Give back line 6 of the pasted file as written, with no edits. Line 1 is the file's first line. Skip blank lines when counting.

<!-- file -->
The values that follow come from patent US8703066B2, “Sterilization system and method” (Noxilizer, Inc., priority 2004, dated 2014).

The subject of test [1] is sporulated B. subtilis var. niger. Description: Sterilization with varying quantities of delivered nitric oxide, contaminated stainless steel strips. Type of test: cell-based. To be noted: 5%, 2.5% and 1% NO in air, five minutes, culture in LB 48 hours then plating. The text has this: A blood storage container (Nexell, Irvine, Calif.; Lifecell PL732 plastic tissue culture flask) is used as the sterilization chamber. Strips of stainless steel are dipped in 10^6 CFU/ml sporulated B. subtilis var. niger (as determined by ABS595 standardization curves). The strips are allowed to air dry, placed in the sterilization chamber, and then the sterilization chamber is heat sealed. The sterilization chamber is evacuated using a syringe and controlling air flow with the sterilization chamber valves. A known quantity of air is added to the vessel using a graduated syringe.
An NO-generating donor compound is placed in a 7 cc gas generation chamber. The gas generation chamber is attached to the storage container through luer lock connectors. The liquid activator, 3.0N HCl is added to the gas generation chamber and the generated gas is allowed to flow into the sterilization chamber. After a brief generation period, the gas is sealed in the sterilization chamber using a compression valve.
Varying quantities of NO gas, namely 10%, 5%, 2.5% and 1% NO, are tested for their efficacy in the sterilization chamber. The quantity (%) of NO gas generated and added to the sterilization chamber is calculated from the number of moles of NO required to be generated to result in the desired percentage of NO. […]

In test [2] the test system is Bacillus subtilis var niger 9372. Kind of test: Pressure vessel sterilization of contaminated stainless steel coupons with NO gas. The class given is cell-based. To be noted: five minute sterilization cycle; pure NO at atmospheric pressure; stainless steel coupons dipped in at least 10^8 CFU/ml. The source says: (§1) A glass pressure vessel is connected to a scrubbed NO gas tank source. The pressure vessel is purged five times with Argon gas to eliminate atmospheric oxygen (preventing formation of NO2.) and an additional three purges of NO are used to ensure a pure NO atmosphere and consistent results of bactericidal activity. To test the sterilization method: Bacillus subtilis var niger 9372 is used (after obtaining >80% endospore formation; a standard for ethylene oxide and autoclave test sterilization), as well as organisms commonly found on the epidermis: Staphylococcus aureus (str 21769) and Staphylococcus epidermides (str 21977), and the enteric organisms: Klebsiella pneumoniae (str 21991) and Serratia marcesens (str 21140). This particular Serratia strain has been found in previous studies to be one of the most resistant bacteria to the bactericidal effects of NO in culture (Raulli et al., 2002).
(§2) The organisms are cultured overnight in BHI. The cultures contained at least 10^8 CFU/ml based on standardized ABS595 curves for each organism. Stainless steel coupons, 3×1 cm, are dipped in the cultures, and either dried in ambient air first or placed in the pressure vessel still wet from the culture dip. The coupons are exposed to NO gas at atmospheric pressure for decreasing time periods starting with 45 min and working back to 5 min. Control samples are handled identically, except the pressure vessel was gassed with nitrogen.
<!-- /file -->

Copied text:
(§2) The organisms are cultured overnight in BHI. The cultures contained at least 10^8 CFU/ml based on standardized ABS595 curves for each organism. Stainless steel coupons, 3×1 cm, are dipped in the cultures, and either dried in ambient air first or placed in the pressure vessel still wet from the culture dip. The coupons are exposed to NO gas at atmospheric pressure for decreasing time periods starting with 45 min and working back to 5 min. Control samples are handled identically, except the pressure vessel was gassed with nitrogen.